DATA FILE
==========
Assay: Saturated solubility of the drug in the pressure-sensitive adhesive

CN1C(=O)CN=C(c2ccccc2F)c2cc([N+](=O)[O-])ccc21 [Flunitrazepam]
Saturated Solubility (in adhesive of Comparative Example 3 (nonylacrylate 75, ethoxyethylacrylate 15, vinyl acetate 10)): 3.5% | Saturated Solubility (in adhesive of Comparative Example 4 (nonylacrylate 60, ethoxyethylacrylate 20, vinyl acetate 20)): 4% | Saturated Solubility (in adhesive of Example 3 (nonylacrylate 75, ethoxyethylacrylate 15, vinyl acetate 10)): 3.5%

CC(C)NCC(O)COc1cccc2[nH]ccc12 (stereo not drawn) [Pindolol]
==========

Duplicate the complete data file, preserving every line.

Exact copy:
Assay: Saturated solubility of the drug in the pressure-sensitive adhesive

CN1C(=O)CN=C(c2ccccc2F)c2cc([N+](=O)[O-])ccc21 [Flunitrazepam]
Saturated Solubility (in adhesive of Comparative Example 3 (nonylacrylate 75, ethoxyethylacrylate 15, vinyl acetate 10)): 3.5% | Saturated Solubility (in adhesive of Comparative Example 4 (nonylacrylate 60, ethoxyethylacrylate 20, vinyl acetate 20)): 4% | Saturated Solubility (in adhesive of Example 3 (nonylacrylate 75, ethoxyethylacrylate 15, vinyl acetate 10)): 3.5%

CC(C)NCC(O)COc1cccc2[nH]ccc12 (stereo not drawn) [Pindolol]